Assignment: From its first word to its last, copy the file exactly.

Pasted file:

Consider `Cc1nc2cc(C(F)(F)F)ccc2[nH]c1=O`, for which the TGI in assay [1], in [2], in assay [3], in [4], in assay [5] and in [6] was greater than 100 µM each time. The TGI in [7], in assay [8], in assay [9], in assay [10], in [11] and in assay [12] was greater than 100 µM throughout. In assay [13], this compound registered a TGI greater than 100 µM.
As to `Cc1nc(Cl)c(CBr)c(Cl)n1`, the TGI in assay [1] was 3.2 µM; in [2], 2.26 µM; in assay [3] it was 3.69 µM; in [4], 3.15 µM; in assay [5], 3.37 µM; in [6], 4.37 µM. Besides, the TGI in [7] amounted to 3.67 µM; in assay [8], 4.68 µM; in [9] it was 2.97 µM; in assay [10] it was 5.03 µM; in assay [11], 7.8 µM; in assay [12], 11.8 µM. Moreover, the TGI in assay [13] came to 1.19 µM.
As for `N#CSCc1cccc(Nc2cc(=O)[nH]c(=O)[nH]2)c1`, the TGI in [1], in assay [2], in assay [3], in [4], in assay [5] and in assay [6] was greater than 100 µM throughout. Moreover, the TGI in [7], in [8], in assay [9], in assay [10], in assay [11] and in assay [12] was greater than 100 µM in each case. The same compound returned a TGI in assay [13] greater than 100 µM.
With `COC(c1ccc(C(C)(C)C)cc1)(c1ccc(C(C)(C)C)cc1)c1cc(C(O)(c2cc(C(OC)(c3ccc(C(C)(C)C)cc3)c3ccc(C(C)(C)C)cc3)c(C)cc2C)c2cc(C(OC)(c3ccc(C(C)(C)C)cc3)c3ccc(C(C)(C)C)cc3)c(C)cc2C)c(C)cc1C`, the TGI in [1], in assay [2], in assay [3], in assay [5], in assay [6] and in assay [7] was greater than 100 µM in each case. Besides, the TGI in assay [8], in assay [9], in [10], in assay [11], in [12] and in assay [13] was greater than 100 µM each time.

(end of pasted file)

Consider `Cc1nc2cc(C(F)(F)F)ccc2[nH]c1=O`, for which the TGI in assay [1], in [2], in assay [3], in [4], in assay [5] and in [6] was greater than 100 µM each time. The TGI in [7], in assay [8], in assay [9], in assay [10], in [11] and in assay [12] was greater than 100 µM throughout. In assay [13], this compound registered a TGI greater than 100 µM.
As to `Cc1nc(Cl)c(CBr)c(Cl)n1`, the TGI in assay [1] was 3.2 µM; in [2], 2.26 µM; in assay [3] it was 3.69 µM; in [4], 3.15 µM; in assay [5], 3.37 µM; in [6], 4.37 µM. Besides, the TGI in [7] amounted to 3.67 µM; in assay [8], 4.68 µM; in [9] it was 2.97 µM; in assay [10] it was 5.03 µM; in assay [11], 7.8 µM; in assay [12], 11.8 µM. Moreover, the TGI in assay [13] came to 1.19 µM.
As for `N#CSCc1cccc(Nc2cc(=O)[nH]c(=O)[nH]2)c1`, the TGI in [1], in assay [2], in assay [3], in [4], in assay [5] and in assay [6] was greater than 100 µM throughout. Moreover, the TGI in [7], in [8], in assay [9], in assay [10], in assay [11] and in assay [12] was greater than 100 µM in each case. The same compound returned a TGI in assay [13] greater than 100 µM.
With `COC(c1ccc(C(C)(C)C)cc1)(c1ccc(C(C)(C)C)cc1)c1cc(C(O)(c2cc(C(OC)(c3ccc(C(C)(C)C)cc3)c3ccc(C(C)(C)C)cc3)c(C)cc2C)c2cc(C(OC)(c3ccc(C(C)(C)C)cc3)c3ccc(C(C)(C)C)cc3)c(C)cc2C)c(C)cc1C`, the TGI in [1], in assay [2], in assay [3], in assay [5], in assay [6] and in assay [7] was greater than 100 µM in each case. Besides, the TGI in assay [8], in assay [9], in [10], in assay [11], in [12] and in assay [13] was greater than 100 µM each time.